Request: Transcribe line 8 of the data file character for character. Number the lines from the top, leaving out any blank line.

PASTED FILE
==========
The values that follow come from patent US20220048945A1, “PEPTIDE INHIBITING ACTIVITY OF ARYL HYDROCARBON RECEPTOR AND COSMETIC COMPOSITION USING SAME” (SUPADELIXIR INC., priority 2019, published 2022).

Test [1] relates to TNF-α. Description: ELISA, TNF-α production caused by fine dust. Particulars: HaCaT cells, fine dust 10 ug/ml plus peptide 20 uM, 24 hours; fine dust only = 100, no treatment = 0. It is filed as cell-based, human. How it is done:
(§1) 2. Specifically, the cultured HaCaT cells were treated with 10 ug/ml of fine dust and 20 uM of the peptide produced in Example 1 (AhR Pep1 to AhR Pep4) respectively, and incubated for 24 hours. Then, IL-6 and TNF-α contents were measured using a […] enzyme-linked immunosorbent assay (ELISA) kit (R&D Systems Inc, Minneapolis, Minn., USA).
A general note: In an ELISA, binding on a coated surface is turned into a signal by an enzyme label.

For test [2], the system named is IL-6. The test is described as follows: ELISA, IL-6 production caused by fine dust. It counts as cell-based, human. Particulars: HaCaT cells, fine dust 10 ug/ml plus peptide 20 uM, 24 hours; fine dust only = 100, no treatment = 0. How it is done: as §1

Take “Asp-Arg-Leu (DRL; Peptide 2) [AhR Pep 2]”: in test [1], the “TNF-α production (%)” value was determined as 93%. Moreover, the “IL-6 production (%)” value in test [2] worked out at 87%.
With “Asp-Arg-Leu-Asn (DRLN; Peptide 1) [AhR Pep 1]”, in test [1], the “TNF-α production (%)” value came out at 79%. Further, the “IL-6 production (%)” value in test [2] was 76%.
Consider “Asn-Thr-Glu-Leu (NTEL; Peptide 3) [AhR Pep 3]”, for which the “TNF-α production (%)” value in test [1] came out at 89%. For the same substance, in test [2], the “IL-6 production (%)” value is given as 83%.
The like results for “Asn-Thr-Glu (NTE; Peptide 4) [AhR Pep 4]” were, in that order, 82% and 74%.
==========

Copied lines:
Consider “Asn-Thr-Glu-Leu (NTEL; Peptide 3) [AhR Pep 3]”, for which the “TNF-α production (%)” value in test [1] came out at 89%. For the same substance, in test [2], the “IL-6 production (%)” value is given as 83%.